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Mrs. Ellman: To ask the Secretary of State for Education and Skills (1) how many schools have been refurbished since 1997 in (a) Liverpool, Riverside, (b) Liverpool, (c) Merseyside and (d) the North- West; 
Mr. Stephen Twigg: We do not hold this level of detailed information centrally. The information will be held locally. Much of the Department's support for capital investment is allocated to local authorities and schools so that investment decisions can be made locally, based on asset management planning processes. We have, however, made available significant capital support. Last November we announced capital allocations covering the next three years. This means that schools in Liverpool, Merseyside and the North-West will benefit from the following investment:
In addition, Knowsley, Lancashire and Manchester are in wave 1 of Building Schools for the Future, and are due to receive investment under that programme from 200506. Liverpool will be in wave 2 (200607), and Salford and Tameside will be in wave 3 (200708). Building Schools for the Future aims to renew, refurbish and transform the secondary schools' estate over 15 waves.
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Mr. Stephen Twigg: In 2004, the Department for Education and Skills in partnership with the Food Standards Agency funded research that looked at school lunch standards in 79 secondary schools in England. It found that pupils made healthier food choices in those schools where catering staff had received training. It is for this reason that we are developing a new qualification for school catering staff.
Derek Twigg: The Department does not hold information on funding for ICT in schools at constituency level. However, Wimbledon is in Merton LEA and allocations for this authority since 1998 are detailed in Funding for ICT in Schools in England" which is available in the House Library.
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Roger Casale: To ask the Secretary of State for Education and Skills how many teaching assistants there were in schools in Wimbledon (a) in each of the last seven years and (b) on the latest date for which figures are available. 
Mr. Stephen Twigg: Information on the number of teaching assistants in service is collected in January of each year. The following table shows the number of teaching assistants in maintained schools in Wimbledon from 1997 to 2004, the latest information available.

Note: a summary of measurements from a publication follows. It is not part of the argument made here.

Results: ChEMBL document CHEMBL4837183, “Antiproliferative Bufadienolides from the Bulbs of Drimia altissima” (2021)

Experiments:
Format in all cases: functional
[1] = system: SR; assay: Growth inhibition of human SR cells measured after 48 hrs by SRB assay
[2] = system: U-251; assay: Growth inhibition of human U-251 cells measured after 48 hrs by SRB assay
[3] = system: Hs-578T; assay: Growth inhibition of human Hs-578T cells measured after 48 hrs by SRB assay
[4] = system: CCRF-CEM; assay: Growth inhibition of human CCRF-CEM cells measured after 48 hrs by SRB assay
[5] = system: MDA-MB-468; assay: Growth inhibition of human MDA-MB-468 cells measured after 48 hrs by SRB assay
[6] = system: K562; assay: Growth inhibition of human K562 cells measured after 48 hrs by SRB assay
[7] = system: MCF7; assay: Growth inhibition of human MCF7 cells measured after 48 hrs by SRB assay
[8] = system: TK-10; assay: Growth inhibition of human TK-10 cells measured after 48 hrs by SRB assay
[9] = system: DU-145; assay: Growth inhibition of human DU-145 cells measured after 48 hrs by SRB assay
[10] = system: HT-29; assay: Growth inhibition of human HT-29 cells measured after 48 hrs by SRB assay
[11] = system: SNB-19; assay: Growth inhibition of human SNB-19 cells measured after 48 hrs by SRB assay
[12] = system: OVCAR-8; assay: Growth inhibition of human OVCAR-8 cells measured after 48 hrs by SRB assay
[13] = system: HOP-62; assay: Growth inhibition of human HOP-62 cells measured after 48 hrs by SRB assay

Mr. Gibb: To ask the Secretary of State for Education and Skills if she will undertake a review of the National Literacy Strategy following the publication of the Clackmannanshire research into synthetic phonics teaching of reading. 
The Clackmannanshire study is a valuable piece of research which highlights the importance of having a well structured and direct programme of synthetic phonics teaching in schools. It lends further weight to the approach to teaching reading and spelling advocated by the National Literacy Strategy which has at its heart early and direct instruction in synthetic phonics, very similar to the teaching methods trialled in Clackmannanshire.
While the pupils who took part in the Clackmannanshire study made significantly faster gains than pupils in the control group, their attainment in reading comprehension was broadly the same as that achieved by an average 11-year-old in an English school who would be taught using the National Literacy Strategy.
To ask the Secretary of State for Education and Skills what estimate she has made of the
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number of Key Stage 3 teachers who are (a) not fully qualified in the subject they are teaching and (b) not fully qualified to teach the age group they are teaching. 
Mr. Stephen Twigg: Details of the qualifications held by secondary school teachers in the subject they teach are available but cannot be split by Key Stage level. The information was published in table 24 of the Statistics of Education, School Workforce in England Volume, 2004 edition, a copy of which has been placed in the House of Commons Library. Alternatively it may be accessed at the following URL: http://www.dfes.gov.uk/rsgateway/DB/VOL/v000554/index.shtml
Mr. Jenkin: To ask the hon. Member for Gosport, representing the Speaker's Committee on the Electoral Commission which EU institutions may be permitted participants in a referendum, under the Political Parties, Elections and Referendums Act 2000; and if he will make a statement. 
Mr. Viggers: Section 105(1) of the Political Parties, Elections and Referendums Act 2000 (PPERA) sets out the definition of 'permitted participant' in relation to a particular referendum to which Part VII of that Act applies. Ultimately, it would be for the courts to decide whether any particular body falls within the scope of this definition in relation to any particular referendum.
As I informed the hon. Member for Vauxhall (Kate Hoey) on 7 March 2005, Official Report, columns166667W, The Electoral Commission has already indicated that it does not regard the European Commission as falling into any of the categories of organisation that can be a permitted participant in a referendum on the EU Constitution. Beyond this, the Commission has not expressed any views on whether EU institutions may be permitted participants in any particular referendum to which Part VII of PPERA applies.
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